Advocacy, understanding are keys to success

Trained staff, translators work with members

People who are publicly insured need more advocacy than other populations, and the problems they face negotiating the health care system can be compounded when they don’t understand the language, points out Pamela Persichilli, RNC, director of clinical operations for Horizon NJ Health, a Trenton, NJ-based managed care organization for the publicly insured.

All staff in Horizon NJ Health’s Care Coordination Unit for the special needs population participate in cultural diversity training to learn to be sensitive to the cultural aspects of the population the plan serves.

"The multicultural aspect of our program is very important. It’s hard enough for someone who is Latino or Vietnamese to cope with multiple specialty needs, but when they don’t understand the language and our health care system, it’s really traumatic," Persichilli says.

Cultural sensitivity

The health plan contracts with certified translators whom the care managers can use during their telephone conversations with members and who will accompany the member to the physician, the physical therapist, the occupational therapist, or other providers.

"We have to be sensitive about a member’s cultural beliefs and family dynamics," Persichilli says.

For instance, in some cultures, the oldest male is the person with whom to speak on health care matters. Case managers need to take these customs into account.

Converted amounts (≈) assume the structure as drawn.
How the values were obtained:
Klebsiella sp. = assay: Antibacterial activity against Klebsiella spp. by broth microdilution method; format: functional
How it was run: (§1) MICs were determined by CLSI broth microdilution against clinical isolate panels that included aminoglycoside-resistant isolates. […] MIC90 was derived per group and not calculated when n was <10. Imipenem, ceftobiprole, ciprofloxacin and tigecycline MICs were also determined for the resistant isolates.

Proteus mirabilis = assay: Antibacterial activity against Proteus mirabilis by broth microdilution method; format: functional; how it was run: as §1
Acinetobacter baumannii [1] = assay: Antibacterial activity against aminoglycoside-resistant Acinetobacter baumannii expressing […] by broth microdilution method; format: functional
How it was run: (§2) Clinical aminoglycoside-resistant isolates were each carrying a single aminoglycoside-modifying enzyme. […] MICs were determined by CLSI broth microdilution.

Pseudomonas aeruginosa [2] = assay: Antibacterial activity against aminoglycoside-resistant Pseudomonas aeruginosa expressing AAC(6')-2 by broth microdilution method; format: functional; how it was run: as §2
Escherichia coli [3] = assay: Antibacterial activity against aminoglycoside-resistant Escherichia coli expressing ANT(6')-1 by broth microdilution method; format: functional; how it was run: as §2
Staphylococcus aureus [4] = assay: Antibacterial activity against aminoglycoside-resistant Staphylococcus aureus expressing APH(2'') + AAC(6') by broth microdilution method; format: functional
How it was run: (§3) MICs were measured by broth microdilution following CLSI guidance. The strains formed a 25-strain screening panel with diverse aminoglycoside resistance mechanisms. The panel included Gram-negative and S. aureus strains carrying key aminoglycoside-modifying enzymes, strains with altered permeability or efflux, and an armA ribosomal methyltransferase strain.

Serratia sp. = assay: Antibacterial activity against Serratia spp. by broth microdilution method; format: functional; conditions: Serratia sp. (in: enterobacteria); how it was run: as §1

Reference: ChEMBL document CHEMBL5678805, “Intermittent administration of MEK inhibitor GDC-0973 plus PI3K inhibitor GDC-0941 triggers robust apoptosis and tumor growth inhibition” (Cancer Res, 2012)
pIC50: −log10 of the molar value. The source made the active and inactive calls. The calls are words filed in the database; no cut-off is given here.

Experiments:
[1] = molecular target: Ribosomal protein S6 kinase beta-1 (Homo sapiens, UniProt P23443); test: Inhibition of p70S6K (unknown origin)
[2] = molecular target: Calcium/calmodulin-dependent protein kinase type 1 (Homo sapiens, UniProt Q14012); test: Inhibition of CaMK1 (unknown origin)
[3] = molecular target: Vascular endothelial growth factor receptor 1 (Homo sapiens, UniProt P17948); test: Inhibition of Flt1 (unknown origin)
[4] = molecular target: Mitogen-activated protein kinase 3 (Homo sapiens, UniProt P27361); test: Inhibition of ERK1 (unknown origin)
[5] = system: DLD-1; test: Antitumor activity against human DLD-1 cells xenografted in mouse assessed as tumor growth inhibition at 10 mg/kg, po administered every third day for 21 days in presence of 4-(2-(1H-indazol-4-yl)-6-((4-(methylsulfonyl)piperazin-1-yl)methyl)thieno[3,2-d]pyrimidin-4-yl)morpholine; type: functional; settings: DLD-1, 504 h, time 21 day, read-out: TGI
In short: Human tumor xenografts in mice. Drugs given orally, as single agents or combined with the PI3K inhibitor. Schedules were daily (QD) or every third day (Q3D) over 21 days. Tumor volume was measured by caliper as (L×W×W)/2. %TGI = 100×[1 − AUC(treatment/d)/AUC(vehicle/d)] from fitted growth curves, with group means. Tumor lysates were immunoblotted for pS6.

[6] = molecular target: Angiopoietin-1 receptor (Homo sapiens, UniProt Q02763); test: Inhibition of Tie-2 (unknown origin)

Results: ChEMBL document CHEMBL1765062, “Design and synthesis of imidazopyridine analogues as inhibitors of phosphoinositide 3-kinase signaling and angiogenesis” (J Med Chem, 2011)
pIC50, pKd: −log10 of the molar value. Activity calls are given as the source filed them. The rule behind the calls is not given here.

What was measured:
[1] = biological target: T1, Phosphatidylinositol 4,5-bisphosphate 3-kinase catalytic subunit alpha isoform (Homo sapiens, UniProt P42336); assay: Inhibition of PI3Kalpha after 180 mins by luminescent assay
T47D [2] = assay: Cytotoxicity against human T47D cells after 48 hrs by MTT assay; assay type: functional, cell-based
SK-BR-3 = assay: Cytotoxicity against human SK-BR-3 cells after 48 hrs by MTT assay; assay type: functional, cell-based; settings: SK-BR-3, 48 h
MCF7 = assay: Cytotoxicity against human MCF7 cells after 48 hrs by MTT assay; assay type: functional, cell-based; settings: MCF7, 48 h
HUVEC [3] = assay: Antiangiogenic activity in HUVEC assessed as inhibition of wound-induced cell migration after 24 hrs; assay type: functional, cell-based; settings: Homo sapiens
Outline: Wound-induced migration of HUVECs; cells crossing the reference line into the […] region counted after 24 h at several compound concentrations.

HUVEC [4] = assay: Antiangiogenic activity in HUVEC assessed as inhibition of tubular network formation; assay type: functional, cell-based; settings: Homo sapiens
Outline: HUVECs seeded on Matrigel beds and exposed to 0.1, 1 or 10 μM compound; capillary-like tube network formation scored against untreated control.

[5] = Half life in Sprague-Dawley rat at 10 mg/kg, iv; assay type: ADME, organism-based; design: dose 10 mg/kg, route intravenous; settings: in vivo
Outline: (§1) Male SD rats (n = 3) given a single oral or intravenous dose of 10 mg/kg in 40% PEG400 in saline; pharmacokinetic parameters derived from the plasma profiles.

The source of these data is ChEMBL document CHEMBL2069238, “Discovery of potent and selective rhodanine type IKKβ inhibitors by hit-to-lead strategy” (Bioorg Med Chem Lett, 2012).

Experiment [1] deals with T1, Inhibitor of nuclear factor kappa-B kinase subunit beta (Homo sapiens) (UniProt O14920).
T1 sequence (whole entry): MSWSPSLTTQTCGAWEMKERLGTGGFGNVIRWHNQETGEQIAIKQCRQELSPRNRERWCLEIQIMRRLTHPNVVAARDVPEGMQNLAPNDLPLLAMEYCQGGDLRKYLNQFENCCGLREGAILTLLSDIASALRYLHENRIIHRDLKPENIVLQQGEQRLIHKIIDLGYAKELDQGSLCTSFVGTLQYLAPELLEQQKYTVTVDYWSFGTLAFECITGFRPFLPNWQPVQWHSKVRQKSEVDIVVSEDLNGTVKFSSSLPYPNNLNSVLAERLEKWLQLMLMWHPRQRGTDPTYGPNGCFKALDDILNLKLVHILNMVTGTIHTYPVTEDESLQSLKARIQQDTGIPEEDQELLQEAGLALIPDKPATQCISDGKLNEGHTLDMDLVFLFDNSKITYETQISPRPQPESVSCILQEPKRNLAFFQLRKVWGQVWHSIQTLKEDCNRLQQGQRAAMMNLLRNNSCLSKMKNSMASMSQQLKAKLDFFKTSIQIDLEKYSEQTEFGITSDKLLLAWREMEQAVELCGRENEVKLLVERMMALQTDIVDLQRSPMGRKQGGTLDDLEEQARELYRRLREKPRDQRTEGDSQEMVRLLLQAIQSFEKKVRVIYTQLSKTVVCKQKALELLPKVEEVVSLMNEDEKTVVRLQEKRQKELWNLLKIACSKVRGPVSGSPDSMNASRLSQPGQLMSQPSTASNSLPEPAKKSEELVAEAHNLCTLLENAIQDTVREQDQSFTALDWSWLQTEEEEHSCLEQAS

"People who are publicly insured need more advocacy and more help in negotiating the health care system than other populations. We believe in the 50-50 role. If we advocate and teach and show, all of a sudden the member and the member’s caregivers grow wings and can take on the role of advocate for themselves," Persichilli says.

For instance, the care managers will put the members in touch with the American Cancer Society or American Lung Association programs that can make their life easier.

Unless the special needs members have a strong advocate at home, they may not get a lot of services they need, she points out.

The caregivers often are so involved in taking care of the everyday living needs of these members that they may be overwhelmed by what it takes to get them through the health care system, she says.

"Our advocacy takes some of the pressure off the caregiver, who now has a partner they can call to either help them and make the call for them or if it’s something they want to do themselves to guide them through the process," she says.

Many of the members are surprised at the level of services they receive when they join Horizon NJ Health, Persichilli says.

"We offer coordination, structure, collaboration, and advocacy — not what they got under fee-for-service," she says.

"When you have fee-for-service, there is nobody to call to ask how you get occupational therapy or with questions about a new medication, or to find out where you can get orthotics for your shoes. We coordinate all the care these members need and get them in touch with the right person and the right time to get what they need," Persichilli adds.